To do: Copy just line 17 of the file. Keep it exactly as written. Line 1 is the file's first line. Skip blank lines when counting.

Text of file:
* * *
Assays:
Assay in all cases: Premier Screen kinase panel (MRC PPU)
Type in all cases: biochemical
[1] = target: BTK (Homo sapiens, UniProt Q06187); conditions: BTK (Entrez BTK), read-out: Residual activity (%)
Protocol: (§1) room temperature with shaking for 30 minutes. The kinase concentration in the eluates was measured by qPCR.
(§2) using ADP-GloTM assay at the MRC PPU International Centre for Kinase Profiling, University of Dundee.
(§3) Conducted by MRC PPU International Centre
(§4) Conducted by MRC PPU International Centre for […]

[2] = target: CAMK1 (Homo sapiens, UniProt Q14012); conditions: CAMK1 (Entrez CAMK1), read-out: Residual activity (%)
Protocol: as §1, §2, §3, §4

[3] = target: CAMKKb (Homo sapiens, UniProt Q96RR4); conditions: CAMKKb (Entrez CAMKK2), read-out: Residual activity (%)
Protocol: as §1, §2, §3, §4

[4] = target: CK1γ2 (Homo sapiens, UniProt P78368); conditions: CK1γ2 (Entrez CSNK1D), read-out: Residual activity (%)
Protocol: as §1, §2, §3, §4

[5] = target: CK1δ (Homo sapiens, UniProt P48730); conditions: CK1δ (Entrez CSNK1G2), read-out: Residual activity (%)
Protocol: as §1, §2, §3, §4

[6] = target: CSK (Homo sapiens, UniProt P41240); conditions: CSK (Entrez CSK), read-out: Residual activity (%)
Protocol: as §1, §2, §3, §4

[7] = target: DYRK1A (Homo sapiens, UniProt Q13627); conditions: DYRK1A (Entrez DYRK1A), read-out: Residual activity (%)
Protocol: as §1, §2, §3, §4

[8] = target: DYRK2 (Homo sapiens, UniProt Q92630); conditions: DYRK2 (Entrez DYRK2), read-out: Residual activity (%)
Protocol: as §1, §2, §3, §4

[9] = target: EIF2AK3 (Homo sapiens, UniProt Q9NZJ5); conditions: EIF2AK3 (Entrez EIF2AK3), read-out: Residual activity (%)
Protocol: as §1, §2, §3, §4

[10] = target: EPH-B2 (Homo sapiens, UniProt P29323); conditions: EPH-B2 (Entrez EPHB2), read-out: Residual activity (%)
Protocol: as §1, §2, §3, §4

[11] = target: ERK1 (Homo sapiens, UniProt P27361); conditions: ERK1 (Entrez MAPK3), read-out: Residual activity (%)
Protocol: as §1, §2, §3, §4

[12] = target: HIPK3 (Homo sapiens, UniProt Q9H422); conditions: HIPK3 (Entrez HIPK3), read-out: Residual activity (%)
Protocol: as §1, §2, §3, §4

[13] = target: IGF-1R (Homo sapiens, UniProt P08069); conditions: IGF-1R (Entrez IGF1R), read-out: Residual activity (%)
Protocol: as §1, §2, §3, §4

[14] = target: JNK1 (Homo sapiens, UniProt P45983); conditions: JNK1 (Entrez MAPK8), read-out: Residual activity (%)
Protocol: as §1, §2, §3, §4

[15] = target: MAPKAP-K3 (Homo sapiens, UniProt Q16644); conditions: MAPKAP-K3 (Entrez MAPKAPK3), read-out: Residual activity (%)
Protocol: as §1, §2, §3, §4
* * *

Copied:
[6] = target: CSK (Homo sapiens, UniProt P41240); conditions: CSK (Entrez CSK), read-out: Residual activity (%)